I've got all the individual "Walk in the Woods" blocks done (this is the name of the fabric; the pattern I used is called "Skinny Dip." Which leads to some odd portmanteauing of the two titles.)
I have that quilt to lay out sometime, and also the Bento Box quilt I finished the blocks for a long time ago.
But right now I'm in the middle of another set of blocks, and I think I want to finish this top before going on to setting together a quilt. I pulled out the "Celebrate Spring" kit from Connecting Threads that I bought. These fabrics are all vaguely Japanese-inspired, and they are cotton lawn. Cotton lawn in considerably finer weight than traditional quilting fabrics. So I knew I had to put in a smaller needle. I typically use a size 14 sewing machine needle on quilt fabrics. With lawn you can use a 9 to 11 size. The smallest size I had in my possession was an 11...and I really didn't want to give myself an excuse to go to the quilt shop this weekend, because I do have so many projects stacked up. So I used the 11, though a 9 might perhaps have been a bit easier.
Lawn is not the most fun fabric ever to sew, because it is so thin. I think it will make a nice summer quilt though. I'm already plotting to see if I can get a bamboo or silk batt to use in it (both are thinner and lighter than the cotton I more typically use) and I am definitely handquilting this one, because I'm not so sure how well it would survive a trip through a longarm quilting machine. (I could be totally wrong on that, but given the degree of stretching and pulling to get the quilt taut...). The backing is also lawn; it's a bigger piece of one of the fabrics in the top.
So I'm also working again on the quilt-in-the-frame; I have about three-quarters of one of the short-side borders (maybe 3 1/2 or 4 feet) and a corner turn and perhaps a foot or two of a long-side border left. I'll be glad when this one is done, and I'm already thinking about doing the lawn quilt as my next handquilted quilt. (But much less elaborate quilting than on the one I'm working on right now! Either I'm going to do a grid pattern, or perhaps just outline each block....)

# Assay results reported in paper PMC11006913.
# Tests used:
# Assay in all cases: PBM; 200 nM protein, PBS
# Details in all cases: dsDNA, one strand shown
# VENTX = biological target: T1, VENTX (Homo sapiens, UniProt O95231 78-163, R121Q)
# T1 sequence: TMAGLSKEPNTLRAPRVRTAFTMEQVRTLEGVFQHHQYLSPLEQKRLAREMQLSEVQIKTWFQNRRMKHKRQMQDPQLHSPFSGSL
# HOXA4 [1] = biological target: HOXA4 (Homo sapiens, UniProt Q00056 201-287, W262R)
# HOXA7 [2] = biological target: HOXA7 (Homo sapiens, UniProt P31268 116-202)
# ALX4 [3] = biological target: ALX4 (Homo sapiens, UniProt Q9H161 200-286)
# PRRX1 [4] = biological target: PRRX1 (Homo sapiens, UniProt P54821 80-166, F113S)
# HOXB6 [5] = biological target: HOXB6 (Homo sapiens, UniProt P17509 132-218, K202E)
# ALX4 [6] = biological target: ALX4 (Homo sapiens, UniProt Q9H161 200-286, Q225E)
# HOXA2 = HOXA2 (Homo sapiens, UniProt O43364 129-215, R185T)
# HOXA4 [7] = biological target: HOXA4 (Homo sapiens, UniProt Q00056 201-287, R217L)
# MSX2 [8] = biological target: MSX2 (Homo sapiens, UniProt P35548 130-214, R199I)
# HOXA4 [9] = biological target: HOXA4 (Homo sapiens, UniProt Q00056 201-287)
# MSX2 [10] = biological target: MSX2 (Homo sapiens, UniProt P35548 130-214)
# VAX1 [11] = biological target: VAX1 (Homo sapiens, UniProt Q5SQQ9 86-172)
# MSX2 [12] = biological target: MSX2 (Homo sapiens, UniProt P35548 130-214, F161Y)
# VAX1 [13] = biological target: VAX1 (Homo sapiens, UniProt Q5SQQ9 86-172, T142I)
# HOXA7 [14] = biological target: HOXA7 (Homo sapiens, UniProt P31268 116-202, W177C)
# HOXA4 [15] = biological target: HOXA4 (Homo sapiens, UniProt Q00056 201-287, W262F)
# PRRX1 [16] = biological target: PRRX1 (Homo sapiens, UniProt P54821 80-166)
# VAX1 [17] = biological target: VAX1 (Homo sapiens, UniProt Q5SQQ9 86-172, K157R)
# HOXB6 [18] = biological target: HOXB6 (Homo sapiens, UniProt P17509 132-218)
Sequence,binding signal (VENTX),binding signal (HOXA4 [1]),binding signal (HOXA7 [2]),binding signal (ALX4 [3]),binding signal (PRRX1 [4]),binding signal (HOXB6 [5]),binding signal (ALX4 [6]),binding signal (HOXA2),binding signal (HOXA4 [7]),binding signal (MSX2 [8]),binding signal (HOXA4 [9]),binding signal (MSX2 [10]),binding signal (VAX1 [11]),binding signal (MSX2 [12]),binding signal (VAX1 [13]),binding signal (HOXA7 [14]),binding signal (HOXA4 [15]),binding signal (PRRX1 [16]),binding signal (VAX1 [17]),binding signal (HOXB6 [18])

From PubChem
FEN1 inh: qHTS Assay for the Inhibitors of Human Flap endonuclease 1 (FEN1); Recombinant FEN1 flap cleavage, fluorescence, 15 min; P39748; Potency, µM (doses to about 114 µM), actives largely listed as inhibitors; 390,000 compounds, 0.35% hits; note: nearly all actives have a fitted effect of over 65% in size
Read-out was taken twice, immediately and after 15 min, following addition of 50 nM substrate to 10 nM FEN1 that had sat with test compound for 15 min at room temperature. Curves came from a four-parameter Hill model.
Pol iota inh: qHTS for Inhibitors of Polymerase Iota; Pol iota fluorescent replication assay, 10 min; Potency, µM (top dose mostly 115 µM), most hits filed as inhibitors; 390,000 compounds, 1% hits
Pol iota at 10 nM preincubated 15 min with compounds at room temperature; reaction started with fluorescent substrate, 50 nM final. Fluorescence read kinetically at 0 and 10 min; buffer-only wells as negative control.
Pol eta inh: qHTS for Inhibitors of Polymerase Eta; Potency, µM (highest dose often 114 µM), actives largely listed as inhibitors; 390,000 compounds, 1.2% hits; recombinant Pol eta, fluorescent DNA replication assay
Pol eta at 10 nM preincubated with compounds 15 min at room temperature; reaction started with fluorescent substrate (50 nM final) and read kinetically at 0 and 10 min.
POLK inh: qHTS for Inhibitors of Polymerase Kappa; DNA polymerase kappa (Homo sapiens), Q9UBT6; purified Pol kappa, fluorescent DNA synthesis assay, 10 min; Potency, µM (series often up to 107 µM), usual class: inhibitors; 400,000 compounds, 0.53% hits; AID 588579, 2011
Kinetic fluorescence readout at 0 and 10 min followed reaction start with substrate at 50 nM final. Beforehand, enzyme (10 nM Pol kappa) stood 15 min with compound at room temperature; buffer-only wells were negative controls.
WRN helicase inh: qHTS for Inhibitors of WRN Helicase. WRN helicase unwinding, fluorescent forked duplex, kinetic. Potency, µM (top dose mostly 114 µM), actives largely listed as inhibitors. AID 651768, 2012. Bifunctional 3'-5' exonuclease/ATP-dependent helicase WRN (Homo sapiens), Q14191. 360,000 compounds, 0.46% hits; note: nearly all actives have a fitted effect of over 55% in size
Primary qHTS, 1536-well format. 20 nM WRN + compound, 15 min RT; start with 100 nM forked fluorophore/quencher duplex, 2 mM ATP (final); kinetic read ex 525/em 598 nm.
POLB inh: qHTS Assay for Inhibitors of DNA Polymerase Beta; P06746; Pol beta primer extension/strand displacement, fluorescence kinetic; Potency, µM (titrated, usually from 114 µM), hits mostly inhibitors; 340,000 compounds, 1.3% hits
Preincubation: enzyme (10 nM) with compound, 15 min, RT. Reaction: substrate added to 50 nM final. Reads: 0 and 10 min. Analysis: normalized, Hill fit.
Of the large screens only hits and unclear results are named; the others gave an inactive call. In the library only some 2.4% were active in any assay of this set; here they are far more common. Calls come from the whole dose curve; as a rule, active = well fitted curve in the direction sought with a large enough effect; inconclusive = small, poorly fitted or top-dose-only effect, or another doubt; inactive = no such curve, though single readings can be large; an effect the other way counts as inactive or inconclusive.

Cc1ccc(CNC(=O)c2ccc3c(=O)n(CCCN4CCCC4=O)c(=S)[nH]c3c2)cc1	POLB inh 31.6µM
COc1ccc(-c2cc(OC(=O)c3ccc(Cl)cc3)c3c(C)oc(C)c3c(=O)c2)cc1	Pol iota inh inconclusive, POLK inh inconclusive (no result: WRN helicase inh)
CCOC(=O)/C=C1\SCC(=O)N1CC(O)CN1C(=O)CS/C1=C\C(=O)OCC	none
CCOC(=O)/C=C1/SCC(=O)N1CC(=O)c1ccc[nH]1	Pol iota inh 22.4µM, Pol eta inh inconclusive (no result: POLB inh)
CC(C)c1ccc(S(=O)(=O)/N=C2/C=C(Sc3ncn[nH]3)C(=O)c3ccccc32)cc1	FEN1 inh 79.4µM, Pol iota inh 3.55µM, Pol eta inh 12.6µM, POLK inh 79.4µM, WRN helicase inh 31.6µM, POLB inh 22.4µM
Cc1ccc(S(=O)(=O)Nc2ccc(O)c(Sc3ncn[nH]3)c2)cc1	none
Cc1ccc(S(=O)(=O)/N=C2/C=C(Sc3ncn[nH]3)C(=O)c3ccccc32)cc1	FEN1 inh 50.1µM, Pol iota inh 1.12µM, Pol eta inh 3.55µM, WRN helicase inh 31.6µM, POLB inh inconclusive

I was going to sew on the top this afternoon but while finishing my lunch cup of tea, I got to flipping around channels and got drawn into a movie. It represents my favorite kind of movie - one that is about a time, place, or culture completely different from my own. This movie was called The Cup (There are apparently at least two movies by this name; this one was the one made by a Bhutanese director in 1999). It centers around a Buddhist monastery in India ("Tibet-in-Exile," as the opening credits say). There are a number of young (teen or pre-teen) monks there, several of whom are fascinated by soccer and want to watch the semi-finals and especially the World Cup.
At first, they've been sneaking out at night to go to a teahouse (? grocery store? Some other business? It's not clear to me) where there is a television and men gather to watch the soccer matches, but they get thrown out for talking during the match. (There are two new young monks - refugees from China - who don't apparently know much about soccer, and the main fan, Orgyen, is explaining it to them).
Part of the reason the movie was so interesting to me is just how different the world of the Buddhist monk is from anything I know - the clothes, the food, the way people spend their time, the way they treat their abbot as compared to how I would treat a "holy man" of my own faith...but part of it was that it was just a really sweet and engaging story. (And it's rated G - pretty much family-friendly. Okay, in the subtitles, the "s-word" and "ass" (to mean buttocks rather than a donkey) is used a couple times, but other than that...there's nothing that would be objectionable. Of course, a child watching the movie would have to be old enough to read subtitles).